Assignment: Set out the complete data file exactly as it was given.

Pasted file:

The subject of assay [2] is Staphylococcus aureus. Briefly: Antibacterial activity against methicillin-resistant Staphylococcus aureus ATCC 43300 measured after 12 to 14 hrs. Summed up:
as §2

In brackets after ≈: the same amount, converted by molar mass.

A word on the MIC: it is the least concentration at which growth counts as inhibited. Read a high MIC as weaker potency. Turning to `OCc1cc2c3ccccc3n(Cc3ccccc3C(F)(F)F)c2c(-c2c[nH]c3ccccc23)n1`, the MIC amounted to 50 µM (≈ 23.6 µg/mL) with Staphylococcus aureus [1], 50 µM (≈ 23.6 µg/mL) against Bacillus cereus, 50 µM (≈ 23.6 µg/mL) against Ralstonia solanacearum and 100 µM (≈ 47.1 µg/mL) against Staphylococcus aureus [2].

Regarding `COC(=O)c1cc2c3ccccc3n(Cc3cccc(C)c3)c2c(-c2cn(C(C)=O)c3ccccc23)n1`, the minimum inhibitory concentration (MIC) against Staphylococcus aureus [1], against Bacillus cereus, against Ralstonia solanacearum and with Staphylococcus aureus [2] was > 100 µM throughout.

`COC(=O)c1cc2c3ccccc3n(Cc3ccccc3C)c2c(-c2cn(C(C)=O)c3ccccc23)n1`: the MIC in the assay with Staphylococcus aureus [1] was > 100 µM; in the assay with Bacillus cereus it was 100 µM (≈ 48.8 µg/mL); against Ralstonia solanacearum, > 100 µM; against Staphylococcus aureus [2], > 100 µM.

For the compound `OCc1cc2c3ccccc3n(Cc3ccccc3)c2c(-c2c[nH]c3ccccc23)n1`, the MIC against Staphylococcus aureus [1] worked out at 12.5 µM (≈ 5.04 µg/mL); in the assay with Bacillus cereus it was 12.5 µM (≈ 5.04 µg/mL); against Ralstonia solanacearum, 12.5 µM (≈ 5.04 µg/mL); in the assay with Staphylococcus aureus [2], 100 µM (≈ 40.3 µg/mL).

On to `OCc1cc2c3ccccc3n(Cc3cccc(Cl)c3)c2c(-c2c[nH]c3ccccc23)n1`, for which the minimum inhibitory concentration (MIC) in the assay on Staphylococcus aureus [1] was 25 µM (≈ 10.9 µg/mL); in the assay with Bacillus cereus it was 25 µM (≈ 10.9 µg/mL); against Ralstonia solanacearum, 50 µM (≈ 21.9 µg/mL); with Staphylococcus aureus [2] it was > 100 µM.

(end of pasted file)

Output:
The subject of assay [2] is Staphylococcus aureus. Briefly: Antibacterial activity against methicillin-resistant Staphylococcus aureus ATCC 43300 measured after 12 to 14 hrs. Summed up:
as §2

In brackets after ≈: the same amount, converted by molar mass.

A word on the MIC: it is the least concentration at which growth counts as inhibited. Read a high MIC as weaker potency. Turning to `OCc1cc2c3ccccc3n(Cc3ccccc3C(F)(F)F)c2c(-c2c[nH]c3ccccc23)n1`, the MIC amounted to 50 µM (≈ 23.6 µg/mL) with Staphylococcus aureus [1], 50 µM (≈ 23.6 µg/mL) against Bacillus cereus, 50 µM (≈ 23.6 µg/mL) against Ralstonia solanacearum and 100 µM (≈ 47.1 µg/mL) against Staphylococcus aureus [2].

Regarding `COC(=O)c1cc2c3ccccc3n(Cc3cccc(C)c3)c2c(-c2cn(C(C)=O)c3ccccc23)n1`, the minimum inhibitory concentration (MIC) against Staphylococcus aureus [1], against Bacillus cereus, against Ralstonia solanacearum and with Staphylococcus aureus [2] was > 100 µM throughout.

`COC(=O)c1cc2c3ccccc3n(Cc3ccccc3C)c2c(-c2cn(C(C)=O)c3ccccc23)n1`: the MIC in the assay with Staphylococcus aureus [1] was > 100 µM; in the assay with Bacillus cereus it was 100 µM (≈ 48.8 µg/mL); against Ralstonia solanacearum, > 100 µM; against Staphylococcus aureus [2], > 100 µM.

For the compound `OCc1cc2c3ccccc3n(Cc3ccccc3)c2c(-c2c[nH]c3ccccc23)n1`, the MIC against Staphylococcus aureus [1] worked out at 12.5 µM (≈ 5.04 µg/mL); in the assay with Bacillus cereus it was 12.5 µM (≈ 5.04 µg/mL); against Ralstonia solanacearum, 12.5 µM (≈ 5.04 µg/mL); in the assay with Staphylococcus aureus [2], 100 µM (≈ 40.3 µg/mL).

On to `OCc1cc2c3ccccc3n(Cc3cccc(Cl)c3)c2c(-c2c[nH]c3ccccc23)n1`, for which the minimum inhibitory concentration (MIC) in the assay on Staphylococcus aureus [1] was 25 µM (≈ 10.9 µg/mL); in the assay with Bacillus cereus it was 25 µM (≈ 10.9 µg/mL); against Ralstonia solanacearum, 50 µM (≈ 21.9 µg/mL); with Staphylococcus aureus [2] it was > 100 µM.